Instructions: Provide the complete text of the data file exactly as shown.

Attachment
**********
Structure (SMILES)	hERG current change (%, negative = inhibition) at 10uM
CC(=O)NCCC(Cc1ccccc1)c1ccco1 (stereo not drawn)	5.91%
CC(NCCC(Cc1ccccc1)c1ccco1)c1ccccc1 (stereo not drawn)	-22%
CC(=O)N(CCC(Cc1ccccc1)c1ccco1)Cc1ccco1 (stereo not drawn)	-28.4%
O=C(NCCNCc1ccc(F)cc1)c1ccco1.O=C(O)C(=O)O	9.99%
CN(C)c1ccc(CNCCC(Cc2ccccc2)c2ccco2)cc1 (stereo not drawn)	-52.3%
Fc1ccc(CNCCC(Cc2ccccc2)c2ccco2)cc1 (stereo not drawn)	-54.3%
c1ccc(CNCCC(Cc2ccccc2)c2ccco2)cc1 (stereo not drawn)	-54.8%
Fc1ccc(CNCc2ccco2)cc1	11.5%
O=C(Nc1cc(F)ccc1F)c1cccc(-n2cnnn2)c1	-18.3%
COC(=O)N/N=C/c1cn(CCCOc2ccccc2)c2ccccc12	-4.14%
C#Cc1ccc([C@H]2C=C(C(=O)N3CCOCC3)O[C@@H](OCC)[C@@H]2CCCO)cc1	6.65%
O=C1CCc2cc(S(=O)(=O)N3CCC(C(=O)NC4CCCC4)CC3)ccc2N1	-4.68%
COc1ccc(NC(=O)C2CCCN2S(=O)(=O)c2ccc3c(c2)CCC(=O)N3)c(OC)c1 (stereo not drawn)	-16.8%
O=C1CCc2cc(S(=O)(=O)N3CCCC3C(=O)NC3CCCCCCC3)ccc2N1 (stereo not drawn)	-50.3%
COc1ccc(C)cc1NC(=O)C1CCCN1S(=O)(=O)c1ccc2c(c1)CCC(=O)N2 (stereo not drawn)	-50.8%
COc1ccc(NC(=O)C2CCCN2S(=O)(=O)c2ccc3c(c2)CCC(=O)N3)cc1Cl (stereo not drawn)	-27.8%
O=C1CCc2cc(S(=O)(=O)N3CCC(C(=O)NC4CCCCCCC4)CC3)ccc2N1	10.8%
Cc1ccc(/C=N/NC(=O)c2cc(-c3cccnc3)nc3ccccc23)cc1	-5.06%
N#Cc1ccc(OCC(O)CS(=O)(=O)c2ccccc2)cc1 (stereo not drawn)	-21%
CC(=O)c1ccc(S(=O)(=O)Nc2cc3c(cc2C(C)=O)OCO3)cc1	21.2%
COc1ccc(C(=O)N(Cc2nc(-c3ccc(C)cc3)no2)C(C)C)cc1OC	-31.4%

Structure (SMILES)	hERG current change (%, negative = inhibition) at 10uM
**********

Structure (SMILES)	hERG current change (%, negative = inhibition) at 10uM
CC(=O)NCCC(Cc1ccccc1)c1ccco1 (stereo not drawn)	5.91%
CC(NCCC(Cc1ccccc1)c1ccco1)c1ccccc1 (stereo not drawn)	-22%
CC(=O)N(CCC(Cc1ccccc1)c1ccco1)Cc1ccco1 (stereo not drawn)	-28.4%
O=C(NCCNCc1ccc(F)cc1)c1ccco1.O=C(O)C(=O)O	9.99%
CN(C)c1ccc(CNCCC(Cc2ccccc2)c2ccco2)cc1 (stereo not drawn)	-52.3%
Fc1ccc(CNCCC(Cc2ccccc2)c2ccco2)cc1 (stereo not drawn)	-54.3%
c1ccc(CNCCC(Cc2ccccc2)c2ccco2)cc1 (stereo not drawn)	-54.8%
Fc1ccc(CNCc2ccco2)cc1	11.5%
O=C(Nc1cc(F)ccc1F)c1cccc(-n2cnnn2)c1	-18.3%
COC(=O)N/N=C/c1cn(CCCOc2ccccc2)c2ccccc12	-4.14%
C#Cc1ccc([C@H]2C=C(C(=O)N3CCOCC3)O[C@@H](OCC)[C@@H]2CCCO)cc1	6.65%
O=C1CCc2cc(S(=O)(=O)N3CCC(C(=O)NC4CCCC4)CC3)ccc2N1	-4.68%
COc1ccc(NC(=O)C2CCCN2S(=O)(=O)c2ccc3c(c2)CCC(=O)N3)c(OC)c1 (stereo not drawn)	-16.8%
O=C1CCc2cc(S(=O)(=O)N3CCCC3C(=O)NC3CCCCCCC3)ccc2N1 (stereo not drawn)	-50.3%
COc1ccc(C)cc1NC(=O)C1CCCN1S(=O)(=O)c1ccc2c(c1)CCC(=O)N2 (stereo not drawn)	-50.8%
COc1ccc(NC(=O)C2CCCN2S(=O)(=O)c2ccc3c(c2)CCC(=O)N3)cc1Cl (stereo not drawn)	-27.8%
O=C1CCc2cc(S(=O)(=O)N3CCC(C(=O)NC4CCCCCCC4)CC3)ccc2N1	10.8%
Cc1ccc(/C=N/NC(=O)c2cc(-c3cccnc3)nc3ccccc23)cc1	-5.06%
N#Cc1ccc(OCC(O)CS(=O)(=O)c2ccccc2)cc1 (stereo not drawn)	-21%
CC(=O)c1ccc(S(=O)(=O)Nc2cc3c(cc2C(C)=O)OCO3)cc1	21.2%
COc1ccc(C(=O)N(Cc2nc(-c3ccc(C)cc3)no2)C(C)C)cc1OC	-31.4%

Structure (SMILES)	hERG current change (%, negative = inhibition) at 10uM